Not a “foreign agent”: Who wants to slap the label on Ecodefense and why resisting it matters

Ecodefense co-chair Vladimir Slivyak. (Photo:
Ecodefense co-chair Vladimir Slivyak. (Photo:

Publish date: July 4, 2014

Written by: Vladimir Slivyak

MOSCOW–In 2012, Russia adopted the notorious law that forces to register as “foreign agents” non-governmental organizations that engage in “political activities” and also receive funding from abroad. Since then, no organization actually engaged in political activity has come to harm from the new law. Rather, trouble started for those who have always distanced themselves from the political process and focused on protecting the rights of Russian citizens.

In 2013, a group of eleven NGOs – with, mostly, human rights organizations as well as the environmental group Ecodefense among them – filed a complaint with the European Court of Human Rights arguing that the “foreign agent” law violated the rights of Russian citizens. Court proceedings are currently pending.

In June 2014, the Russian Ministry of Justice embarked on a campaign aimed at labeling Ecodefense, which is one of Russia’s oldest environmental organizations, as a “foreign agent.” This is the first such attack against an environmental NGO since a legislative change that came into effect in early June gave the ministry discretion to forcibly include non-governmental organizations on the “foreign agent” roster (thus expanding significantly the authorities’ mandate, which had previously required that a prosecutorial inspection first make a “foreign agent” finding against an NGO and then have that claim supported by a court decision).

This new show of force began with the “foreign agent” designation slapped onto five human rights advocacy groups; now, a show trial is starting against Ecodefense, to “bring into check” the environmental movement.

russian ministry of justice
The Russian Ministry of Justice. (Source:

Having completed its inspection of Ecodefense in early June, the Ministry of Justice asserts plainly in its summary of inspection that Ecodefense is a “foreign agent” by saying that “the organization has been conducting political activity, including in the interests of foreign [funding] sources.” The ministry has not, however, put us on its “foreign agent” roster yet. One possible explanation for this may be that the ministry is awaiting to see its assertion confirmed in court, where it has already submitted papers claiming an “administrative violation” – the charge being that the organization did not voluntarily register itself as a “foreign agent.” This means that, besides the prospect of being officially labelled a “foreign agent,” Ecodefense is facing fines amounting to several hundred thousand rubles.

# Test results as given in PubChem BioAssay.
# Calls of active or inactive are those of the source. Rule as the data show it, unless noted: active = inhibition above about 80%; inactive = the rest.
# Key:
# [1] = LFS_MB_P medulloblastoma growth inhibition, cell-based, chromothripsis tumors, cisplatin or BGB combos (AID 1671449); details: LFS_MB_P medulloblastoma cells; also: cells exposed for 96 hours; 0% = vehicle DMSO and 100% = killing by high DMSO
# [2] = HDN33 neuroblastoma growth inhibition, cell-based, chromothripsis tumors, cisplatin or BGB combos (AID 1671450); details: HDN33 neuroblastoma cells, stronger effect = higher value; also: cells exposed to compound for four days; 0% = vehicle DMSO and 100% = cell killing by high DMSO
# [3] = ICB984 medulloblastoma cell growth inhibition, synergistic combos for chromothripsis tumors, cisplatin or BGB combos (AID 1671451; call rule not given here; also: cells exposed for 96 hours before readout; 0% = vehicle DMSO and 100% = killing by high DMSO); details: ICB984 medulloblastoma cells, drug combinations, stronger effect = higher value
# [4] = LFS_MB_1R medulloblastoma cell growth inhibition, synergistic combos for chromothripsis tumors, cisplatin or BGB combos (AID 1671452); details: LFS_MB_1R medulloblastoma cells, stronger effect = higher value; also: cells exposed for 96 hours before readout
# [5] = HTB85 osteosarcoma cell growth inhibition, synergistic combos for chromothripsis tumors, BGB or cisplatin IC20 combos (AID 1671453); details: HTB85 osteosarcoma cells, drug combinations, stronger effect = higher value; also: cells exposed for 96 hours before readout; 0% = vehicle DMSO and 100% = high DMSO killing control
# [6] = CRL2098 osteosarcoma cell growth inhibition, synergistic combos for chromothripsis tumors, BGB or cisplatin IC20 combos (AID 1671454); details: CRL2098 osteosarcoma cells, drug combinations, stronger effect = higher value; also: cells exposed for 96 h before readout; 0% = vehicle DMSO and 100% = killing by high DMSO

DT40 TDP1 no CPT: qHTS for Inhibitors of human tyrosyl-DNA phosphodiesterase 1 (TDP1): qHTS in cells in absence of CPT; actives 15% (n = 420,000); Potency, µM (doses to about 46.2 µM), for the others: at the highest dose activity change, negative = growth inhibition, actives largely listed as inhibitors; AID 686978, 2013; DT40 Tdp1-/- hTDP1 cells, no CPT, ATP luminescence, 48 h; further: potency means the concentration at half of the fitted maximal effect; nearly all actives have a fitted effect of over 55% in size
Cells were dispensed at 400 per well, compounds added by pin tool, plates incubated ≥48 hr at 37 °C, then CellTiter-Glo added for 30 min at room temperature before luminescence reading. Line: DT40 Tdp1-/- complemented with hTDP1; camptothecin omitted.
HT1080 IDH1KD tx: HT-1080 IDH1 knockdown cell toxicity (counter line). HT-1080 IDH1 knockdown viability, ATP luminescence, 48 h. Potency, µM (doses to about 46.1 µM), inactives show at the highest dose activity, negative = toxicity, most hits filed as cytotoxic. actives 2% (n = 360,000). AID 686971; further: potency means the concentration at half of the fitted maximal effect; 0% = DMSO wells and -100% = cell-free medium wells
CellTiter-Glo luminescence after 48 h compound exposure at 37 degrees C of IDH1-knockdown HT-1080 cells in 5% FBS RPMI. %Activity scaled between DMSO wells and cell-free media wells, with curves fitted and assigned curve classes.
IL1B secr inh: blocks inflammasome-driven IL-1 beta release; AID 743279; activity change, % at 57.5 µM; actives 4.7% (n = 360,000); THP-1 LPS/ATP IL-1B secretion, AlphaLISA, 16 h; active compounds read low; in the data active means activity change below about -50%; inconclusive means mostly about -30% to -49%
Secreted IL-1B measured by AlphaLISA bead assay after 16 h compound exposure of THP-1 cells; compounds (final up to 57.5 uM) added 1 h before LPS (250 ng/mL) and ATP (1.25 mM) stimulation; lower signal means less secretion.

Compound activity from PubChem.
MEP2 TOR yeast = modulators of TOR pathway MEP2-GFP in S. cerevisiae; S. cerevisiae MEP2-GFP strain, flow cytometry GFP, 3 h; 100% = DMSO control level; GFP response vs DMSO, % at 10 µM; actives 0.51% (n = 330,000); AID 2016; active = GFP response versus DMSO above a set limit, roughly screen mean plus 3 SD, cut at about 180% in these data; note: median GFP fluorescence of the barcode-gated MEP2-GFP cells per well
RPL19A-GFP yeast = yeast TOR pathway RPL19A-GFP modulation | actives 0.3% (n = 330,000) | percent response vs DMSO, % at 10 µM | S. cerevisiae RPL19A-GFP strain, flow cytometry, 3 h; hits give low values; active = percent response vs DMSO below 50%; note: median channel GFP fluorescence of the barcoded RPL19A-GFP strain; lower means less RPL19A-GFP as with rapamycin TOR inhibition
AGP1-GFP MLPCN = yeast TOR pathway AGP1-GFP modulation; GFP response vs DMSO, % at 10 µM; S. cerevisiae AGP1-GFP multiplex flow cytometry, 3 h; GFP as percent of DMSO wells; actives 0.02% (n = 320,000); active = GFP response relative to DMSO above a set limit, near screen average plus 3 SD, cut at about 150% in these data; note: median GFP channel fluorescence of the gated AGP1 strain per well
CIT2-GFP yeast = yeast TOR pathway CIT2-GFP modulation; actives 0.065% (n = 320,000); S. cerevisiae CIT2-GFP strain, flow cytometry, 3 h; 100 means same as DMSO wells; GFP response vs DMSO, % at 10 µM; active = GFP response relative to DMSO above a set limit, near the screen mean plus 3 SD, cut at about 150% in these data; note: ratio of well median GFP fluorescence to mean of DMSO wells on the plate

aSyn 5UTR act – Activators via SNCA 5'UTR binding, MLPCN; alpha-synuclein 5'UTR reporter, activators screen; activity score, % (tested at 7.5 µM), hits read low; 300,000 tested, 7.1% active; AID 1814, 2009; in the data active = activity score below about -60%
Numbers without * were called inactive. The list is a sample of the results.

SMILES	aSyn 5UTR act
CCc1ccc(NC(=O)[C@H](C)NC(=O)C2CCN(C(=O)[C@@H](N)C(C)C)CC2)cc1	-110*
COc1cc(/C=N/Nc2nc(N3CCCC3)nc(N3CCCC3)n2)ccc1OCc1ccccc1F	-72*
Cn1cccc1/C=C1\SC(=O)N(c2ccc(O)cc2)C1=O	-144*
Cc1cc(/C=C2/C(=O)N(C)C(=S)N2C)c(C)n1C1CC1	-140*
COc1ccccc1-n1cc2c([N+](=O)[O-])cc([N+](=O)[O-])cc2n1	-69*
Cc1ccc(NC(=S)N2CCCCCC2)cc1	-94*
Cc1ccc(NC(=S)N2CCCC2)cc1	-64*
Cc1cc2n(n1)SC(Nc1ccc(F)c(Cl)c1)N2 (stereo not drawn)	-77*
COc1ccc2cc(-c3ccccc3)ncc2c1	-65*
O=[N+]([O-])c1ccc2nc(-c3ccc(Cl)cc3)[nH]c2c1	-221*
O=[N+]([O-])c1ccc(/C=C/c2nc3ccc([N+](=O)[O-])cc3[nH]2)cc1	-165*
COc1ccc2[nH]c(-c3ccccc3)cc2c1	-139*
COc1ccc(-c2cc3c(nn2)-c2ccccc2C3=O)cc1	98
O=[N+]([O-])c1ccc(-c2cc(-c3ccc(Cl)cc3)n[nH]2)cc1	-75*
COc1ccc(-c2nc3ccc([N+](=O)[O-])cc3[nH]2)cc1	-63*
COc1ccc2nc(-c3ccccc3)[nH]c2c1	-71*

So what exactly is at the root of the authorities’ actions?

The ministry’s intentions were clear from the start: Along with all sorts of technical paperwork of general nature, the officials had requested specifically all documents that pertain to the organization’s campaign against the construction of the Baltic Nuclear Power Plant in Kaliningrad Region. The ministry showed no such interest in Ecodefense’s educational or climate change programs or its work evaluating the Russian coal industry’s impact on the environment and public health, or indeed any other projects. And, as it follows from the summary of inspection that Ecodefense received from the ministry on June 16, the organization’s campaign against the nuclear power plant was what in fact served as the basis for this “foreign agent” labeling.